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Cap and Trade 101: A Climate Policy Primer

In Cap and Trade 101: A Climate Policy Primer, Sightline sorts out the details on what's emerging as the most popular and comprehensive policy solution to the enormous challenge of climate change.

Cap and Trade 101:  A Climate Policy Primer

Cap-and-trade systems, which have the potential to be the most powerful, comprehensive, and fair policy solution for addressing our enormous shared challenge of climate change, have quickly emerged as the focus of climate policy discussions in the Northwest and across the country. President Obama has made it clear that establishing a cap-and-trade program is a national priority.

If we create the right kind of cap-and-trade system, Sightline's primer argues, we can not only slash emissions, but speed the transition to a clean energy economy that puts the interest of people before interests of polluters. This primer explains what cap and trade is, how it works, and how it can protect families across the region.

Sightline's primer is "A must read for Northwest elected officials who want to understand the nuances of fair, equitable climate policy. I highly recommend it," says Washington State Senate Majority Leader Lisa Brown.

Download Cap and Trade 101: A Climate Policy Primer (pdf)

Also available:
Cap and Trade 101 in Two Pages: An Executive Summary (pdf)

Cap and Trade in 2009 Webinar (link to recording)
Climate Fairness Blog Series


Included in Cap and Trade 101:

What is Cap and Trade?

In short, the “cap” is a legal limit on the quantity of greenhouse gases that a region can emit each year and “trade” means that companies may swap among themselves the permission – or permits – to emit greenhouse gases.

Cap and trade commits a region to responsible limits on global warming emissions and gradually steps down those limits over time. Setting commonsense rules, cap and trade sparks the competitiveness and ingenuity of the marketplace to reduce emissions as smoothly, efficiently, and cost-effectively as possible.

What Makes Cap and Trade Work Best?

  • Comprehensive scope: All major sectors of carbon emissions -- such as Transportation, the largest emitted of greenhouse gases in the Northwest -- should be included under the cap. This makes the cap as effective as possible and ensures a fair playing field for those covered by the cap.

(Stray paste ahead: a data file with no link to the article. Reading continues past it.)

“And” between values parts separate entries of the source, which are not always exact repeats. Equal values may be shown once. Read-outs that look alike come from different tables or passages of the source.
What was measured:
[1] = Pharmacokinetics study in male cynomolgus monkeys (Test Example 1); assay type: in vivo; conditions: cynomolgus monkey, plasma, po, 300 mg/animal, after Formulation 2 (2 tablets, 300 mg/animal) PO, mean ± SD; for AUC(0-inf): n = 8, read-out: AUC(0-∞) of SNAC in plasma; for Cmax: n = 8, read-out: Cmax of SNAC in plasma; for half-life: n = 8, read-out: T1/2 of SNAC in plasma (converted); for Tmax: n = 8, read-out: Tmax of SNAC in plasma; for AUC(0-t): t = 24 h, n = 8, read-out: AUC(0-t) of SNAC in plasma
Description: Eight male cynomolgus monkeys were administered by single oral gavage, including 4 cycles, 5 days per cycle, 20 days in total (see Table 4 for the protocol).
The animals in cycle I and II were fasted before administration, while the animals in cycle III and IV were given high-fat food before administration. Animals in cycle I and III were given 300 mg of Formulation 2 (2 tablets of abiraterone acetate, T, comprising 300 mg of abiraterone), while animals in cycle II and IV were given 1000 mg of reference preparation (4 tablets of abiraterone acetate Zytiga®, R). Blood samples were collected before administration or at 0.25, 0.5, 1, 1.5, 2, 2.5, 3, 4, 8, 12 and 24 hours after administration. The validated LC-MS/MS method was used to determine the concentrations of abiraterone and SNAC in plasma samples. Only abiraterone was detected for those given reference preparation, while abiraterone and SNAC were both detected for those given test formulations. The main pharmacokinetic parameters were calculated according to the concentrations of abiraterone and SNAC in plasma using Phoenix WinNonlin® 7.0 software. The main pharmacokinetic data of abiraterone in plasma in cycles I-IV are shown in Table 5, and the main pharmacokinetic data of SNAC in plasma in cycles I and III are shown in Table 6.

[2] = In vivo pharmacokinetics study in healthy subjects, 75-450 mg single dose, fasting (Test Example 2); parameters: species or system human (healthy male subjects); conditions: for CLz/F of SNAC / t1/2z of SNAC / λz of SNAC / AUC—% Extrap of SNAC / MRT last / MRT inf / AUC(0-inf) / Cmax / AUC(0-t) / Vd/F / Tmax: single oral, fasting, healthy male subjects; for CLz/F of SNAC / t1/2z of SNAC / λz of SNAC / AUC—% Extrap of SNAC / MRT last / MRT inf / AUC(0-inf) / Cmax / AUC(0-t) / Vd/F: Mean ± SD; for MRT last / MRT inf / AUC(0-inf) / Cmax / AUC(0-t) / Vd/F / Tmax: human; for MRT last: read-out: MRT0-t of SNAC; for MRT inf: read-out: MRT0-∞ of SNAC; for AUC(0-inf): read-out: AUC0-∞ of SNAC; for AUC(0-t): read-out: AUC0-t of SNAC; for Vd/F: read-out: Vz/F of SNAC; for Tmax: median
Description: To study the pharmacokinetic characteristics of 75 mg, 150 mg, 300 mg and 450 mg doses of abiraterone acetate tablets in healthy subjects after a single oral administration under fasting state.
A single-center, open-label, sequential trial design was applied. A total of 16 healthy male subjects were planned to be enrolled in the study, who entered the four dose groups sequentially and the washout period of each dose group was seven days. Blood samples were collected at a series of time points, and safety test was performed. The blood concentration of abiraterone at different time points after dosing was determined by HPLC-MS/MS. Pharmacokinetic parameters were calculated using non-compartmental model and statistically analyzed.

• Upstream regulation: The system operates where fossil fuels enter the economy. Upstream regulation means that fewer than one-tenth of one percent of businesses interact with the system
  • Auctioned permits: To prevent unfair windfall profits for big energy companies at the expense of consumers, pollution permits should be sold at public auctions, not given away for free to polluters.
  • Auction revenues protect in-state families: Revenues can be invested in community benefits like job training, energy efficiency, and renewable energy production, putting the state at a competitive advantage in a growing clean-energy economy.


Why Not Give Away Permits?

Put simply, giving away free permits is the worst program design for consumers. Cap and trade puts the same price on climate pollution whether the permits are given away or auctioned. The only difference—an extraordinarily important one—is who gets the extra money that consumers are paying for energy: fossil-fuel companies or in-state families and communities?

Giving away permits is just like handing out money, taking billions of dollars out of the pockets of energy consumers and handing them to energy companies.


Sightline's cap-and-trade primer also includes sections on:

  • How to evaluate the efficiency, effectiveness, and fairness of a cap-and-trade system
  • What about offsets?
  • What happens to energy prices?
  • Carbon tax vs. cap and trade?
  • How to build in protections for working families
  • Four ways to make sure cap and trade funds go to local economies

Sighline's Cap and Trade 101 is written by Sightline executive director Alan Durning, researchers Eric de Place and Clark Williams-Derry, and communications strategist Anna Fahey.

Media contact: Eric Hess,
206-447-1880, ext. 101 

More information:

Publication date: 09/17/2008 | Topic(s): Energy & Climate | Pages: 37 | Publication type: Report
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